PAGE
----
If your projected RONA and growth positions are below (or above) your company's current valuation (implied by aggregate positions below or above your Covid-19 market cap curve), then this implies a mismatch between investor expectations and projected performance. Such disconnects might be sustainable in the short-term, but ultimately should see a valuation adjustment. They might also imply an imperative for a more aggressive approach to achieving RONA and growth improvement.

Regardless of whether an offensive or defensive strategy is selected, companies need to understand the nuanced needs of the businesses in the portfolio. For some businesses it may be necessary to shift focus onto the economy products within the portfolio or target different pack sizes. Cost-cutting may be required in some business units while others may require investment despite the short-term impact on performance. For PepsiCo, a strong focus on the snacking and breakfast categories helped offset declines in its beverage category during the early stages of the Covid-19 downturn.

However, the curve is only a financial tool and cannot on its own be used to evaluate the composition of a portfolio. The tool should be used to support broader strategic thinking about a company's portfolio.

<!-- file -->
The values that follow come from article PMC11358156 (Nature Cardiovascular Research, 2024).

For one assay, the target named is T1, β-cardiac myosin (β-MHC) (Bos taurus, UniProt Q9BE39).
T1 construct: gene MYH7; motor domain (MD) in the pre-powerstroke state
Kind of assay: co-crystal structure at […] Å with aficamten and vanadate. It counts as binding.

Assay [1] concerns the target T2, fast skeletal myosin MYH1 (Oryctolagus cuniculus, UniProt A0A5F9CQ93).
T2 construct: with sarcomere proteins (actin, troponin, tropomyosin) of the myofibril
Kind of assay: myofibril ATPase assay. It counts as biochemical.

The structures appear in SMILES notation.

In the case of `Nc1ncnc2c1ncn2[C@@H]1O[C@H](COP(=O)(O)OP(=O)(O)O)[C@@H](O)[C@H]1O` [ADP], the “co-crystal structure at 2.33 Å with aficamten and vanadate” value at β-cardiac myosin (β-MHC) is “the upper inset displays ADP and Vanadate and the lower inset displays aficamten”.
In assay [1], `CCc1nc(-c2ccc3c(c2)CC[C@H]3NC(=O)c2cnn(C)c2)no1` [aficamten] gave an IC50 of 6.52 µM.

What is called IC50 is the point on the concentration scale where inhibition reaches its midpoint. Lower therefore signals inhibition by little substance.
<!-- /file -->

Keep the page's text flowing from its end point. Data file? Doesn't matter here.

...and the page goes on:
Conclusion

As you evaluate your approach you should ask yourself a few questions:

  1. How are you feeding your growth and RONA stars to deliver immediate maximum results?
  2. How are you ensuring outward focus to meet changing consumer needs and perceptions of value?
  3. How should you define your core and adjacencies for the future?
  4. How are you supporting segments that will be growth and RONA stars in the future?
  5. How do you need to adjust your portfolio?
  6. How are you aligning your strategy with market expectations on a risk-adjusted basis?
  7. How do the survival actions you are taking support your strategy?
  8. How will your strategy allow you to capitalise on the upturn?

NEXT

Read more

In other articles in this series, we discuss our integrated strategic and financial approach to corporate portfolio strategy:

  1. Understand and align the core business as the basis of optimising a corporate portfolio.
  2. Use portfolio techniques to highlight growth opportunities in the core and adjacent areas.
  3. Integrate with modern financial theory to clearly deliver increased shareholder value.

We also discuss opportunities that companies operating in low-growth and margin-pressured environments have to deliver shareholder value.

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Appendix

Understanding the market-cap curve

A company's value as expressed through market capitalisation (or share price) can be viewed as the present value of future economic profits plus the capital that has been invested.

Mathematically,

Key Value Driver Formula

This formula is fairly intuitive: share price is immediately increased by improving profitability (NOPAT and RONA) and this is compounded through top-line growth.